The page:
The paper raised more questions than it answered, however, and Dargie and her team were back in the DRC to investigate them. Most important was how safe the newly discovered peat deposits were from some future disturbance of human or natural origin. And what were the planetary implications if the peatlands were damaged.
Pound for pound, peat is an incredibly carbon-rich soil. Over thousands of years, peatlands can build up into deposits tens of feet thick. Peatlands cover just 3 percent of the earth, but stockpile twice as much carbon as all of the world’s trees and one-fifth of all the carbon stored in soils. If just a third of this peatland burned, the amount of CO2 in the air would double. Scientists say a change like that in the composition of the atmosphere could warm the planet about 5 degrees Fahrenheit, a catastrophic rise.
Fortunately, these carbon repositories, mostly in temperate and polar regions, seem safe for now. Locals and some scientists had known about the flooded forests in the Cuvette Centrale, but hardly anyone thought the soil was peat. Dargie’s discovery astounded and rattled many scientists.
“ … We thought the number was too high and we had to go back and check it,” recalled Dargie. There was no mistake. Her results showed that the deposit contained 33 billion U.S. tons of carbon, as much as in all the trees in the entire Congo rain forest, an area 13 times bigger.
“It’s a whacking big stock of carbon,” says William Laurence, an ecology professor and tropical forest expert at James Cook University in Australia. “Everybody was surprised,” he says.
But it worried them, too. If those peatlands caught fire it could let off three times more carbon than the annual global output of all human activities. It would also destroy an efficient source of carbon storage.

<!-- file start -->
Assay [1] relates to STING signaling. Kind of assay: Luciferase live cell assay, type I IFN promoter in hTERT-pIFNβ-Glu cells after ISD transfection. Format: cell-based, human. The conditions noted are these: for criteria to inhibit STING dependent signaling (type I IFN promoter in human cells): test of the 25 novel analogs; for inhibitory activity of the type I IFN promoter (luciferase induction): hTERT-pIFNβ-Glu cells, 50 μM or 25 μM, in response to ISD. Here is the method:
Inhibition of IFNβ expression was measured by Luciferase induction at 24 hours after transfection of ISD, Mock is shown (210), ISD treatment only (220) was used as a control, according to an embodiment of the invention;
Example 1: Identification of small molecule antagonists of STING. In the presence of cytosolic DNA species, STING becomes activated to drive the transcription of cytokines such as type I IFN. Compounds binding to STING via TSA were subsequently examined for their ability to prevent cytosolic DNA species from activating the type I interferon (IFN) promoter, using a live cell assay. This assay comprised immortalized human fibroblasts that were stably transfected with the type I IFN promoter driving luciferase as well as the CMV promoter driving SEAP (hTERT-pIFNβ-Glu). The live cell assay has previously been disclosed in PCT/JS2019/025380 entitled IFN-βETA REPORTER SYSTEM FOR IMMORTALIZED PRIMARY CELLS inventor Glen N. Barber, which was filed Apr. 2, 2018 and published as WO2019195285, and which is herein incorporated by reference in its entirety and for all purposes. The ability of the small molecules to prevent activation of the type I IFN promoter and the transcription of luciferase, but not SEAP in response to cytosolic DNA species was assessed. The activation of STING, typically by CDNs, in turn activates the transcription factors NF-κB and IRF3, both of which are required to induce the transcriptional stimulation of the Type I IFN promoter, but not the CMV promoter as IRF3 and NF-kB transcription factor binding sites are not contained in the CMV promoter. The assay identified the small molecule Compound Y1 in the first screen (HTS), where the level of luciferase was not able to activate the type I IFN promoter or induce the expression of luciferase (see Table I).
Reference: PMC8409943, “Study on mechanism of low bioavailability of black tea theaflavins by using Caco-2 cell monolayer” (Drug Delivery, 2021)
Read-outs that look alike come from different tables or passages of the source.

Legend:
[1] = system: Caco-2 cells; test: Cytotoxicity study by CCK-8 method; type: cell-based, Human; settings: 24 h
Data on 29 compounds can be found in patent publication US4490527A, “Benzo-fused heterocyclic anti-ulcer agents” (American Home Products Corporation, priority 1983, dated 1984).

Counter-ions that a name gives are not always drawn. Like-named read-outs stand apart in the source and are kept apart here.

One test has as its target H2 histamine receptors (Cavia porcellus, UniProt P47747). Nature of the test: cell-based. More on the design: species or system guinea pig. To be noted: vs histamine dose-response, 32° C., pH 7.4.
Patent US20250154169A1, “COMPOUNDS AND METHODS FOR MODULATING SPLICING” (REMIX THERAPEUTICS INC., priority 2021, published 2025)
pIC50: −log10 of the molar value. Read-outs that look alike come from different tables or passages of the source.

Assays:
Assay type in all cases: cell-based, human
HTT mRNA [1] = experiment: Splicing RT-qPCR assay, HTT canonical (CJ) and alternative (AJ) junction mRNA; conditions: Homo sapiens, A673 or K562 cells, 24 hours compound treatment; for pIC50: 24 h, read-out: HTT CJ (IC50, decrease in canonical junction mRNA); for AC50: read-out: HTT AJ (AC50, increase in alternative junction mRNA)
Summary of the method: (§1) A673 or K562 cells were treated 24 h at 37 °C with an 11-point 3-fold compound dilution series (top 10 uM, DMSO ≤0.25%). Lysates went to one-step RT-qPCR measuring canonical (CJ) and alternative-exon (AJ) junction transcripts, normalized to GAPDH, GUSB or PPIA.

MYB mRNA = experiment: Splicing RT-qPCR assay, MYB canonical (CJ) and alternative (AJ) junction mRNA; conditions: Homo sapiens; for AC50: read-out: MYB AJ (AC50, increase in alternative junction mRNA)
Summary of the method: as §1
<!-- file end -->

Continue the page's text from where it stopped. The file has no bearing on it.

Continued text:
Peatland fire danger
Since 1990, about 250,000 square miles of peatland in Indonesia—an area about the size of France—has been intentionally deforested, drained and planted with oil palm. The results have been disastrous. In 1997, an especially dry year, fires raged on 12 percent of the country’s peatlands, primarily parts that had been converted to agricultural use. The conflagration emitted about 4 billion tons of carbon dioxide, approaching what the entire U.S. releases each year.
Another inferno engulfed Indonesia in 2015. The country’s president, Joko Widodo, has made preventing wildfires, now a perennial problem, a national priority. But widespread blazes in Sumatra and Borneo in the last several weeks suggest the battle might be harder than he expected.
Tropical peatlands are a concern to scientists. With abundant sunlight, heavy rainfall and year-round high temperatures, they are inviting places for industrial agricultural development.
The Congo jungle is where Elaeis guineensis, the most commonly farmed oil palm variety, evolved, so clearly the tree fares well there. Some scientists fear that this region in particular could be targeted for widespread clearing and replacement with industrial oil palm. Already, investors have planted some oil palm plantations in Congolese peatlands.
Up the river to the bog